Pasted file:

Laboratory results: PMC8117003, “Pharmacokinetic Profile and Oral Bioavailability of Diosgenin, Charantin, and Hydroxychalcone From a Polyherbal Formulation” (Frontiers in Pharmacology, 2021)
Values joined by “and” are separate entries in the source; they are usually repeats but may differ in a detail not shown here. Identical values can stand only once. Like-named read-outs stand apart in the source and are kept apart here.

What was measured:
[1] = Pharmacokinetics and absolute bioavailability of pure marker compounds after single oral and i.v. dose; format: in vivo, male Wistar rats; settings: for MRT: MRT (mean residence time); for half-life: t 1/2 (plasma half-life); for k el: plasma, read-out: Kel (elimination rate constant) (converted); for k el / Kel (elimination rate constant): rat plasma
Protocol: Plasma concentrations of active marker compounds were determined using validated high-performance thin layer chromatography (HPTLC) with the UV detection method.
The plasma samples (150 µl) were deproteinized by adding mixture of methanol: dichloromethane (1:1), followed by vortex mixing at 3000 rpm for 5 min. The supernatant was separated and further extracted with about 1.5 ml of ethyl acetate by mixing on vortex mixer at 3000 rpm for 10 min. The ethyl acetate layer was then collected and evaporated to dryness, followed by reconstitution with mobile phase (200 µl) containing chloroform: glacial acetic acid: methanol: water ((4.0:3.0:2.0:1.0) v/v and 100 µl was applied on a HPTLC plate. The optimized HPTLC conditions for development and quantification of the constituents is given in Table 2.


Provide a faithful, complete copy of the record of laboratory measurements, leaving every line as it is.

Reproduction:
Laboratory results: PMC8117003, “Pharmacokinetic Profile and Oral Bioavailability of Diosgenin, Charantin, and Hydroxychalcone From a Polyherbal Formulation” (Frontiers in Pharmacology, 2021)
Values joined by “and” are separate entries in the source; they are usually repeats but may differ in a detail not shown here. Identical values can stand only once. Like-named read-outs stand apart in the source and are kept apart here.

What was measured:
[1] = Pharmacokinetics and absolute bioavailability of pure marker compounds after single oral and i.v. dose; format: in vivo, male Wistar rats; settings: for MRT: MRT (mean residence time); for half-life: t 1/2 (plasma half-life); for k el: plasma, read-out: Kel (elimination rate constant) (converted); for k el / Kel (elimination rate constant): rat plasma
Protocol: Plasma concentrations of active marker compounds were determined using validated high-performance thin layer chromatography (HPTLC) with the UV detection method.
The plasma samples (150 µl) were deproteinized by adding mixture of methanol: dichloromethane (1:1), followed by vortex mixing at 3000 rpm for 5 min. The supernatant was separated and further extracted with about 1.5 ml of ethyl acetate by mixing on vortex mixer at 3000 rpm for 10 min. The ethyl acetate layer was then collected and evaporated to dryness, followed by reconstitution with mobile phase (200 µl) containing chloroform: glacial acetic acid: methanol: water ((4.0:3.0:2.0:1.0) v/v and 100 µl was applied on a HPTLC plate. The optimized HPTLC conditions for development and quantification of the constituents is given in Table 2.